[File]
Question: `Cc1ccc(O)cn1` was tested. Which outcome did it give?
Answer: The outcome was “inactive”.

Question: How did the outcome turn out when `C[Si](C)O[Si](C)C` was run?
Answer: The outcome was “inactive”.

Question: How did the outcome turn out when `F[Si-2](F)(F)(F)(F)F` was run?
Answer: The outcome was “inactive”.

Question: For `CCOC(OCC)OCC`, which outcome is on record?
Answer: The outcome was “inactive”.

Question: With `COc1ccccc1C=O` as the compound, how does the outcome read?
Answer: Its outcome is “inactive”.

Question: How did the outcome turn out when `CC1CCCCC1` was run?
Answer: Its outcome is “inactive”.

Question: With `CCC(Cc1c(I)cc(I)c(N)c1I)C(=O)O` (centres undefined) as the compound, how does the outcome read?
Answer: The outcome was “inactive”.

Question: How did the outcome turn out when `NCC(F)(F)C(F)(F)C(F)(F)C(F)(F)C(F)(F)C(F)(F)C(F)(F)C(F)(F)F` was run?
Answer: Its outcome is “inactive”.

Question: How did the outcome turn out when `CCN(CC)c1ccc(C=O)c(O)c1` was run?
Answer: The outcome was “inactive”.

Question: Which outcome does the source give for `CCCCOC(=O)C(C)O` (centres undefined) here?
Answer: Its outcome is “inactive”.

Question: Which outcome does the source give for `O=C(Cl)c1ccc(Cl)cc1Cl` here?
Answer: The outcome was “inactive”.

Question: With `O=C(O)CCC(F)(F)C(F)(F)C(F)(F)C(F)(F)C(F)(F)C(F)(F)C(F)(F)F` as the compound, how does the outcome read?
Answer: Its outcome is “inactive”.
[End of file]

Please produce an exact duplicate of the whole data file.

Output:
Question: `Cc1ccc(O)cn1` was tested. Which outcome did it give?
Answer: The outcome was “inactive”.

Question: How did the outcome turn out when `C[Si](C)O[Si](C)C` was run?
Answer: The outcome was “inactive”.

Question: How did the outcome turn out when `F[Si-2](F)(F)(F)(F)F` was run?
Answer: The outcome was “inactive”.

Question: For `CCOC(OCC)OCC`, which outcome is on record?
Answer: The outcome was “inactive”.

Question: With `COc1ccccc1C=O` as the compound, how does the outcome read?
Answer: Its outcome is “inactive”.

Question: How did the outcome turn out when `CC1CCCCC1` was run?
Answer: Its outcome is “inactive”.

Question: With `CCC(Cc1c(I)cc(I)c(N)c1I)C(=O)O` (centres undefined) as the compound, how does the outcome read?
Answer: The outcome was “inactive”.

Question: How did the outcome turn out when `NCC(F)(F)C(F)(F)C(F)(F)C(F)(F)C(F)(F)C(F)(F)C(F)(F)C(F)(F)F` was run?
Answer: Its outcome is “inactive”.

Question: How did the outcome turn out when `CCN(CC)c1ccc(C=O)c(O)c1` was run?
Answer: The outcome was “inactive”.

Question: Which outcome does the source give for `CCCCOC(=O)C(C)O` (centres undefined) here?
Answer: Its outcome is “inactive”.

Question: Which outcome does the source give for `O=C(Cl)c1ccc(Cl)cc1Cl` here?
Answer: The outcome was “inactive”.

Question: With `O=C(O)CCC(F)(F)C(F)(F)C(F)(F)C(F)(F)C(F)(F)C(F)(F)C(F)(F)F` as the compound, how does the outcome read?
Answer: Its outcome is “inactive”.